Score at 237 it was left to Mullins
and Sobers to put up a creditable
performance and thus foil the
Wanderers’ attempts to achieve
an outright victory.

Wanderers entered on their sec-
ond innings to score 210 runs for
victory. They lost both Evelyn
and Knowles with the score at
only 3, but Mayers and Proverbs
stood together until the close of
play when* the score was 94 for
the loss of two wickets.

PICKWICK vs, SPARTAN

| N incident occurred yesterday after the close of play in the Carlton- Pickwick 242 and (for 4 wkts.
} Empire match, that is most regrettable and which I must draw to
jthe attention of sportsmen in the hope that they will do everything

GONE Si5.46))10+ tia ae
Spartan 215 and (for 6 wkts.) 142
Pickwick made a great but un-
successful bid to win an outright

One will at once admit that in a keenly contested game tempers victory over Spartan at Queen’s
of both players and spectators are high, even more so in the case of Park in their First Division cricket

the staunchest supporters,

In the circumstances one can condoné match

yesterday after they set

| strong booing or cheering but when an umpire is manhandled by a them 218 runs to win in 130 min-

crowd the time has come when an instant stop should be put to such utes,
Mob violence is infectious and it is easy for a mob to run

behaviour.

}amok in a flash,

|
\ SYMPATHY

enclosed one and therefore control of the crowd is difficult.

to do to the Cricket



ssociation.

home team,
football referee was stoned,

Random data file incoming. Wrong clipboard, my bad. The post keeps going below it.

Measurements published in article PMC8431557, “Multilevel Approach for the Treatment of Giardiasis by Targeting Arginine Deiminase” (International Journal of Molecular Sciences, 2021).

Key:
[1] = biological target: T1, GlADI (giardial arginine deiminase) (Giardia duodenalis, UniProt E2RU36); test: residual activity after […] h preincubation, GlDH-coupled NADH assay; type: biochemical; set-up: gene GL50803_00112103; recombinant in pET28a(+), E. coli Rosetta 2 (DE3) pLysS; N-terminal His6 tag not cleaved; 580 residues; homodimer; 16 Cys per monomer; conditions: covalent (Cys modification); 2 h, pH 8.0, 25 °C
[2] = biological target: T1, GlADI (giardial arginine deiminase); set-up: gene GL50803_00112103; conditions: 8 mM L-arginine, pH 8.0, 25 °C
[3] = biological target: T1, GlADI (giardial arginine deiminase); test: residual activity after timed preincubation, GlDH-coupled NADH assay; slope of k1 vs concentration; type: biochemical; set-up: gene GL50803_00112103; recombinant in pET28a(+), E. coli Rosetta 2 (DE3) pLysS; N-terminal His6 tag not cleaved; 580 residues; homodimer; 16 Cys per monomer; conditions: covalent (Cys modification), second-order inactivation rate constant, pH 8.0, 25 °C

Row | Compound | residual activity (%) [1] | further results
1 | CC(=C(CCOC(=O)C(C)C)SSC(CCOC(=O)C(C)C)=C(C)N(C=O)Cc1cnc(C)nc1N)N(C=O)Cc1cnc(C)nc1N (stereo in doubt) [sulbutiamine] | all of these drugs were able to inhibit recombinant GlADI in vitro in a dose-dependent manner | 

considered intelligent by some in this district.

FIRST ANNUAL “LEAGUE CRICKETER”
d vw First Annual “Barbados League”
J. N

| League Cricket.

Cricketer, compiled by Mr.
. Hewitt, Secretary-Founder came off the press yesterday. ©” * . .
The magazine seeks to chronicle for record purposes the growth of innings, K. Bowen took two for 40

With one Spartan batsman
sick and one (G, N, Grant) away
at work, Spartan were 142 for the
loss of six wickets at the close of
play. Pickwick scored 242 and for
4 wickets declared 190, and

|] SYMPATHISE with the Carlton authorities whose ground is not an Spartan 215, and for 6 wickets,
In
England the secretary of the club would have had a lot of explaining
However, Carlton officials can help
by placing a few notices in strategic spots warning spectators against
such behaviour since they can exercise little control over them or the
| | remember once that on the nearby Shell grounds, a
It seems as if this sort of behaviour is
I counsel the specta-
tors to behave like sportsmen and allow the umpires or referees to
carry out a most exacting 2nd thankless job to the best of their ability.

142,

Pickwick started their second
innings yesterday from the over-
week score of 54 for the loss of
one wicket. T.S. Birkett who was
20 not out carried his bat to a
brilliant 108, stut not out when
Pickwick declared at lunch.
Charlie Taylor also contributed a
valuable 35 and John Goddard
who had scored 71 not out in the
first innings, scored 13.

No bowler was really effective